The operators of a remotely piloted aircraft (RPA) were lucky to feel only embarrassment rather than grief after their aircraft got lost near a busy aerodrome. It’s an example of why RPA operators must take them seriously as aircraft.
Aviation in itself is not inherently dangerous. But to an even greater degree than the sea, it is terribly unforgiving of any carelessness, incapacity or neglect. So said Captain Alfred Gilmer Lamplugh in 1931, in one of the first attempts to understand the risks of the air.* His words are just as resonant today. They apply even in the almost complete personal safety of operating an unmanned aircraft from a ground station.
In July 2012, an RPA operator, preparing for its unmanned aircraft system (UAS) operator’s certificate application, managed to lose one of its RPA. The RPA ended up in the hands of the Royal Australian Air Force, which was alarmed to discover that it had flown across the final approach path to RAAF Edinburgh. There were training aircraft in the circuit at the time.
The CASA investigator who handled the case takes up the story: ‘this company was looking to get into the UAS industry. The people involved had been involved in aerial photography and decided to start a new company, using RPA.
‘The organisation was looking to get a UAS operator’s certificate and as part of this they decided to do some trial flights. They went to an airfield at Calvin Grove in northern Adelaide, where they had a written agreement with the owner.
‘Unfortunately for them, Calvin Grove happens to be right in the middle of the Edinburgh control zone. That in itself is not necessarily a problem, but there are requirements when you operate in control zones. There is a regulation that says you can only operate in control zones with the permission of the airfield operator and with ATC clearance.
‘On this particular day they chose to conduct their trials without notifying the tower. Their intention was to fly the RPA only within 300 metres of the airfield and below 100 feet above ground level (AGL). No one would have been any the wiser, except that on this particular day they lost control of the RPA. It was last seen spiralling up above 400 feet. It got caught in the prevailing winds and crossed the approach path to RAAF Edinburgh’s runway 18.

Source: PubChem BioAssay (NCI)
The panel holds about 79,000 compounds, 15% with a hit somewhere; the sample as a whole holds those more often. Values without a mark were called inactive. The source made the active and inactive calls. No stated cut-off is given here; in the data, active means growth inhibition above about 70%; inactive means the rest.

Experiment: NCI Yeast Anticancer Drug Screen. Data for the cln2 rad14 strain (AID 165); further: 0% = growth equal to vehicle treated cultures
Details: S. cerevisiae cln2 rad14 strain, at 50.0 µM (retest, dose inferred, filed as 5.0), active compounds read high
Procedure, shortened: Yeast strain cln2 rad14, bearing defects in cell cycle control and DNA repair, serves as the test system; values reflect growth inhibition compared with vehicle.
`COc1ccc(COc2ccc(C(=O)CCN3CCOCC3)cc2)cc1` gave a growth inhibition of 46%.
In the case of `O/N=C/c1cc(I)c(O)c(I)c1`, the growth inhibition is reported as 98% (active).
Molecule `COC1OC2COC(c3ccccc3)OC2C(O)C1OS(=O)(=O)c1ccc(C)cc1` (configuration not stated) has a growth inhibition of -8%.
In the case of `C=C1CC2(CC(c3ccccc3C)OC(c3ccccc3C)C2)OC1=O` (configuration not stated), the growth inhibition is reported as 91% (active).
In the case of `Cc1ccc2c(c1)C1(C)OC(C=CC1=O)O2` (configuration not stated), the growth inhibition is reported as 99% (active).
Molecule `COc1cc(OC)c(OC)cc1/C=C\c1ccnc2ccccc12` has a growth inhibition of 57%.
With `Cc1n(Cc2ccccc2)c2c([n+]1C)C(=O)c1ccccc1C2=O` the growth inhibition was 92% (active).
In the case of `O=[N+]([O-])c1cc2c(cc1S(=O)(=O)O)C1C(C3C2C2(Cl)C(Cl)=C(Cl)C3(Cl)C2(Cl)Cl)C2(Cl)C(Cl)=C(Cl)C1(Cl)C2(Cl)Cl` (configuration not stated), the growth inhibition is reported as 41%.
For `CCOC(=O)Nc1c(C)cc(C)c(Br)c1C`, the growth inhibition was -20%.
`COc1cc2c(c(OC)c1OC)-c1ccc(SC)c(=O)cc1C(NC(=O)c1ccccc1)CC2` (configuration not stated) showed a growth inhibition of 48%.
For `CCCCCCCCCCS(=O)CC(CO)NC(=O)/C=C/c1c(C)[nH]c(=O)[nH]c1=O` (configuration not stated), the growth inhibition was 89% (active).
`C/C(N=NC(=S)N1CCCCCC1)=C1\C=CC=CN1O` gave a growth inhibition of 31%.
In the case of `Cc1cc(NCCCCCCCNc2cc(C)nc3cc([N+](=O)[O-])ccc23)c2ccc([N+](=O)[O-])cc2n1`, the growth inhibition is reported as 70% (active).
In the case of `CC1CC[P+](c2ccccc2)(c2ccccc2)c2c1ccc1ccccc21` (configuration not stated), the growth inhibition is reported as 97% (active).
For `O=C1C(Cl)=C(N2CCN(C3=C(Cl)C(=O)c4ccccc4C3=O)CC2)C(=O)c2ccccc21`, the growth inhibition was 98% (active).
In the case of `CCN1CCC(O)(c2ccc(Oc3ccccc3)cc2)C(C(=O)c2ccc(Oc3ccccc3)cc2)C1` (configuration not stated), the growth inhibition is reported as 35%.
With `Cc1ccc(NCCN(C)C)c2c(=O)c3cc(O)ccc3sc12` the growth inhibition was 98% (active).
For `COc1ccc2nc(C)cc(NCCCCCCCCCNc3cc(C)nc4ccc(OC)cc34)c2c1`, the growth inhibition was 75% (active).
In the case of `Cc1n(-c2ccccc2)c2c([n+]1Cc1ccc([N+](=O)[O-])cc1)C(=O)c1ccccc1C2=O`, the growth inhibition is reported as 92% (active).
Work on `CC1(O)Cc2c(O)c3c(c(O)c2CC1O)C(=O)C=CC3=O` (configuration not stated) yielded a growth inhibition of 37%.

‘As in the old saying, what goes up must come down. On this occasion it landed in someone’s backyard. It could have been worse. It could have conflicted with an aircraft on final or in the circuit area. There’s also the issue that it could have come down on top of something, a building, a car, or a person. This time it landed in a backyard and no one was hurt.’
The resident called the Air Force, which was initially alarmed to discover that an RPA equipped with an autopilot, GPS receiver and hi-resolution digital camera had been flying near one of its bases. The potential for snooping, or worse, was obvious. But when the operators placed lost ads in a nearby shopping centre the mystery was solved. Geometrical analysis of the pictures taken by the camera showed the RPA had reached a height of about 1100 feet above ground level. At about the time it was reported lost, a DA42 training aircraft was on an ILS final approach to Edinburgh. It would have been at about 155 feet, nearly 1000 feet lower than the maximum recorded height of the RPA, but the actual separation between the two aircraft could not be determined. It was clearly too close for comfort, and the prospect of about 5 kg of RPA colliding with the windscreen, or one of the engines, of a light twin aircraft flown at low speed and altitude by a low-hours pilot was not to be taken lightly.
The RPA operators, meanwhile, had enlisted the help of the airfield owner to fly a grid search in his aircraft. This was done with all proper permissions and clearances. Indeed, the RPA operators behaved honourably after the incident, despite the prospect of administrative penalties. The inspector found both the controller and the company head ‘polite, cooperative and willing to assist’.
The operator told the CASA investigator: ‘our considered hypothesis is that the most likely cause of the fly-away was internal electrical noise causing the gimbal servos to chatter or move at random. This would cause excessive current demand from the BEC (battery eliminator circuit). The BEC voltage would drop and could cause the R/C (radio control) receiver to brown out’.
If power returned to normal after the R/C receiver was out of range the RPA would have reverted to fail safe mode, holding its control surface positions but shutting off the motor, the operator surmised.
The operator voluntarily made changes to their RPA operation, the main one being to do their testing at another property, near Murray Bridge, far from city, suburbs, airports, or control zones.
The investigator says the story carries a strong safety message for all aircraft operators, manned or otherwise: safety starts before you take off.
‘When you operate a UAV you are flying an aircraft – the fact that you might have bought the airframe from a toy shop is neither here nor there’, he says. ‘You are entering the aviation industry and with that comes increased risk.
‘You are in aviation – the same business as Qantas. You have to consider the risks and dangers of injury to people on the ground, or damage to property on the ground before your aircraft leaves the ground.
‘You need to be aware of those risks and ensure that not only do you comply with requirements – which set the minimum safety standards – but also need to try to minimise the possible consequences of your operations.’
* Lamplugh, a pioneering pilot turned insurance underwriter, was addressing the Royal Aeronautical Society on October 29 1931, giving the first lecture it had ever heard about accident trends. A report can be found in the online archive of Flight International.